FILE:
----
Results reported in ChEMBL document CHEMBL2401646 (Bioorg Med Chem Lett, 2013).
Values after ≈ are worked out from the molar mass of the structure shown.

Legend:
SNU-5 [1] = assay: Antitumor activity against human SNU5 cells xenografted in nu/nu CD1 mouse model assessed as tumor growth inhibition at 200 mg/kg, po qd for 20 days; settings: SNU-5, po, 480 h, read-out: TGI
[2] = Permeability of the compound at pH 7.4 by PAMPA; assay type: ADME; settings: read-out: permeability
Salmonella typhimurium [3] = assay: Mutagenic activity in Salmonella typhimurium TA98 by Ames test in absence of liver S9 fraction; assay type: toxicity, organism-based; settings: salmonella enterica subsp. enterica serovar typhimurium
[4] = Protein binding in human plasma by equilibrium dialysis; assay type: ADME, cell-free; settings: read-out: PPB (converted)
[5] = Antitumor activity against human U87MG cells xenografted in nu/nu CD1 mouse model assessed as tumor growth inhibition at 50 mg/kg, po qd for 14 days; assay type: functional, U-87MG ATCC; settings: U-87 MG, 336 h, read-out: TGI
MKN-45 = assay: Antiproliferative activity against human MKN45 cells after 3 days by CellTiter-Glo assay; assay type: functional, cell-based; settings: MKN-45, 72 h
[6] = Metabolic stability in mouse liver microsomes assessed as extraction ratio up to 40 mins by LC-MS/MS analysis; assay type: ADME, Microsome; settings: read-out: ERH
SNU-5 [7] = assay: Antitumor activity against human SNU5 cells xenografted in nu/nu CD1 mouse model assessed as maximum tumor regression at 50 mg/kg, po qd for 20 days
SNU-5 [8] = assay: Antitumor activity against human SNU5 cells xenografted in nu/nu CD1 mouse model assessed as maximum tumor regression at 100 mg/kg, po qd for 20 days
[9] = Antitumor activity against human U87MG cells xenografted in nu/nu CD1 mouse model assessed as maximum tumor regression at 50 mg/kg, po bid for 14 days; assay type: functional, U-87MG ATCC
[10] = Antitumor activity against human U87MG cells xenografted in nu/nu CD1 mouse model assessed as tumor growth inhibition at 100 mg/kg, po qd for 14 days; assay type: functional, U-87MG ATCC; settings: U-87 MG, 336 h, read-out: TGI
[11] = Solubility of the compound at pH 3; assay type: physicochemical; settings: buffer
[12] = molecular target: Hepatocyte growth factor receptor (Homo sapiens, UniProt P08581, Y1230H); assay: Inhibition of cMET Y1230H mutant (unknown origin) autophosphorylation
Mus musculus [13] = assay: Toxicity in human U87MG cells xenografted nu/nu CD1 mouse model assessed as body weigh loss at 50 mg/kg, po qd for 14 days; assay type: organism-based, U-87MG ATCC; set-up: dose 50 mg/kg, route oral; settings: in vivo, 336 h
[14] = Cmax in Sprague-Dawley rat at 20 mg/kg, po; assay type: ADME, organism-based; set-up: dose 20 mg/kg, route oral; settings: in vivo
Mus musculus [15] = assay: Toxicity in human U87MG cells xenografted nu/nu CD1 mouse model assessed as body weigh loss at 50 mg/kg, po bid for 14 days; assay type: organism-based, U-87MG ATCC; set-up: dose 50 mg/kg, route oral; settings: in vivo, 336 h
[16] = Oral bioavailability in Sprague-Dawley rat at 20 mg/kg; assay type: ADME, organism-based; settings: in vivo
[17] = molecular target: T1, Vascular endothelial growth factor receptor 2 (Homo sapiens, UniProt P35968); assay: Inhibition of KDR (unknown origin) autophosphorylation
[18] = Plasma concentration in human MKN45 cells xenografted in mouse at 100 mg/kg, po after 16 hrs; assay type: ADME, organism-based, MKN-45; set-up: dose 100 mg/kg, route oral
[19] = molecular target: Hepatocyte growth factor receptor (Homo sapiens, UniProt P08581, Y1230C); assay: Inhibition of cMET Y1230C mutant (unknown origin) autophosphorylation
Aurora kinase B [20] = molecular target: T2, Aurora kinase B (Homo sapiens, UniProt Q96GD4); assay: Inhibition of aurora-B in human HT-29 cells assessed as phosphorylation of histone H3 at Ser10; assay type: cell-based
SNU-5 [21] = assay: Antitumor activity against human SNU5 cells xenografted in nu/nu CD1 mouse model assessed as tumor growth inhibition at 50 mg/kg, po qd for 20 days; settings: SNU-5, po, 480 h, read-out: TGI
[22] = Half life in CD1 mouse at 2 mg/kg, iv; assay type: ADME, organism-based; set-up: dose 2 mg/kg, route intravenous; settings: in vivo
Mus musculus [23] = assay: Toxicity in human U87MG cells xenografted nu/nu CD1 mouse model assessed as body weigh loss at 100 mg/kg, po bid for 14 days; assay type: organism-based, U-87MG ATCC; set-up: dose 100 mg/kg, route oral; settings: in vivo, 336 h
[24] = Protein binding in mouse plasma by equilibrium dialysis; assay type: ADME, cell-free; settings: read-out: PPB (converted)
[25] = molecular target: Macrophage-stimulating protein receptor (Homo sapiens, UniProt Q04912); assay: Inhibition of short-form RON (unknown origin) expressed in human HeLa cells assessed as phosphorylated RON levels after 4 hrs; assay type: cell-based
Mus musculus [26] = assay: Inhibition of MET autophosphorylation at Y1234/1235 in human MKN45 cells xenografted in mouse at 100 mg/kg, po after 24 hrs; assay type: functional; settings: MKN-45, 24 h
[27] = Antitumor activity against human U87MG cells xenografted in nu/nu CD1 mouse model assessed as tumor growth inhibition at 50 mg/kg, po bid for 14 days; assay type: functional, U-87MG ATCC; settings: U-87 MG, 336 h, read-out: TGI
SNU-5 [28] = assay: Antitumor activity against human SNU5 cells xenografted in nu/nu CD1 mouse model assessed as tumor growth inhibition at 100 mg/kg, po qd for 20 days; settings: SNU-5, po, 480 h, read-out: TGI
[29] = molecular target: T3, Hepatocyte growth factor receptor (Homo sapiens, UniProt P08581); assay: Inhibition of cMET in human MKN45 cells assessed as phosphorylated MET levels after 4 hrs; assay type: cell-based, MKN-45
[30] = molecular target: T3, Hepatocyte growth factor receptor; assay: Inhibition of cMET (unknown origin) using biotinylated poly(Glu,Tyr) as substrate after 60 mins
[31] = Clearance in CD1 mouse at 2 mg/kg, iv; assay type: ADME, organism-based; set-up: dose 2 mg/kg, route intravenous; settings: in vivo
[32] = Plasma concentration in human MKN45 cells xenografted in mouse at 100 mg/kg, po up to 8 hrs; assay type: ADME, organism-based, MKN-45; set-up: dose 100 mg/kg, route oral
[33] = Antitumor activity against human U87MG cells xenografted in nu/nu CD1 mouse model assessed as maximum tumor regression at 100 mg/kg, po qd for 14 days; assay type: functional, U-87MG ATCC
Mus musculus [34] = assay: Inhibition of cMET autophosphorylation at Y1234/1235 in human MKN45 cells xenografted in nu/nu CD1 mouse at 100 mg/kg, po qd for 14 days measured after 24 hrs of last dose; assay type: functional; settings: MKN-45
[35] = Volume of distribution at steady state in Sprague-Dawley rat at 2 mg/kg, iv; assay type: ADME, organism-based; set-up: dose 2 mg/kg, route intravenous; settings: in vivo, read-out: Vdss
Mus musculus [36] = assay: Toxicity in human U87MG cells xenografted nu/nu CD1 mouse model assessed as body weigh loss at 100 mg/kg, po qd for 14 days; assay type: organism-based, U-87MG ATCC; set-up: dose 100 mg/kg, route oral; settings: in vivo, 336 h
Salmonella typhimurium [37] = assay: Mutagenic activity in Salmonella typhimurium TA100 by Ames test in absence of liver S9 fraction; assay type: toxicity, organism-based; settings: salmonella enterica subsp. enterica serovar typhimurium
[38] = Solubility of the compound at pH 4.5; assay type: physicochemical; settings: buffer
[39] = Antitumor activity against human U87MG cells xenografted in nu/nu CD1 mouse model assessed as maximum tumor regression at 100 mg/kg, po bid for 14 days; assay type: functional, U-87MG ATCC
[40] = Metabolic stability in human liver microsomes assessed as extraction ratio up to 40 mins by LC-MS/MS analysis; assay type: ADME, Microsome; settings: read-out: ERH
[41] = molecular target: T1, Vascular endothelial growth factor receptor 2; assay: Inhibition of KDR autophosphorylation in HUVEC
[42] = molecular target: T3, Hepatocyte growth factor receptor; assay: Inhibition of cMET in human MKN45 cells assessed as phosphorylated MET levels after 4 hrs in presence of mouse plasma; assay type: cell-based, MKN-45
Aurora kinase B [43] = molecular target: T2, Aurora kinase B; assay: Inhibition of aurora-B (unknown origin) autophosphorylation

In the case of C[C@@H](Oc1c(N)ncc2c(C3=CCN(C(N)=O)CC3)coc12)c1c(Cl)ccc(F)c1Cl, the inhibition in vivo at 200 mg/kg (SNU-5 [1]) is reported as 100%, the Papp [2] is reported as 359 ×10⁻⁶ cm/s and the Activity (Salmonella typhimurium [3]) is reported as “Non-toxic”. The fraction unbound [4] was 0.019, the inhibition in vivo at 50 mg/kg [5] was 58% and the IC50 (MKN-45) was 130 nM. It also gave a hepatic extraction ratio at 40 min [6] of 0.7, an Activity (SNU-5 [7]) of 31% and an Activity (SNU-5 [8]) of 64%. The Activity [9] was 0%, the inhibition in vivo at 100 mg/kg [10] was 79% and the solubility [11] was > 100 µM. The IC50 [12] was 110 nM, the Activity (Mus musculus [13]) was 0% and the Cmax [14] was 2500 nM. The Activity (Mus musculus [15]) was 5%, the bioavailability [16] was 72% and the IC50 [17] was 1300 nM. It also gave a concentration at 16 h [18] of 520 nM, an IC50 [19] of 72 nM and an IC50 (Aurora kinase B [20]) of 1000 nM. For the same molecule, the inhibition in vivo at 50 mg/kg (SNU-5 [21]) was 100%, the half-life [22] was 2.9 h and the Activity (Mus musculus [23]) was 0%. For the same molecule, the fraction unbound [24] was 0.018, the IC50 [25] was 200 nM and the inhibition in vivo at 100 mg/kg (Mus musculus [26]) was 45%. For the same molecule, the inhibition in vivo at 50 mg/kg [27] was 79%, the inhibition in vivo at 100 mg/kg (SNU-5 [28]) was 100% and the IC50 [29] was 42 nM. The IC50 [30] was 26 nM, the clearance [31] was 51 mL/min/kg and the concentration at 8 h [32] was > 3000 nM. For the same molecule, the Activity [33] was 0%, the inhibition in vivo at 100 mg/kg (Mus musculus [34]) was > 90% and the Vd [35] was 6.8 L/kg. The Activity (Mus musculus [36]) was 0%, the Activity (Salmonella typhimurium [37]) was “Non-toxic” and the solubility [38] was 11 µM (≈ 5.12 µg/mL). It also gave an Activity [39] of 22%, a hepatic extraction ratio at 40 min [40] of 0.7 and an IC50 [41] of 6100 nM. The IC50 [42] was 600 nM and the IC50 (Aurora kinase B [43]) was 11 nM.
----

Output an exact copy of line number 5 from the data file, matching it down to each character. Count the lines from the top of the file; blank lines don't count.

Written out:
[2] = Permeability of the compound at pH 7.4 by PAMPA; assay type: ADME; settings: read-out: permeability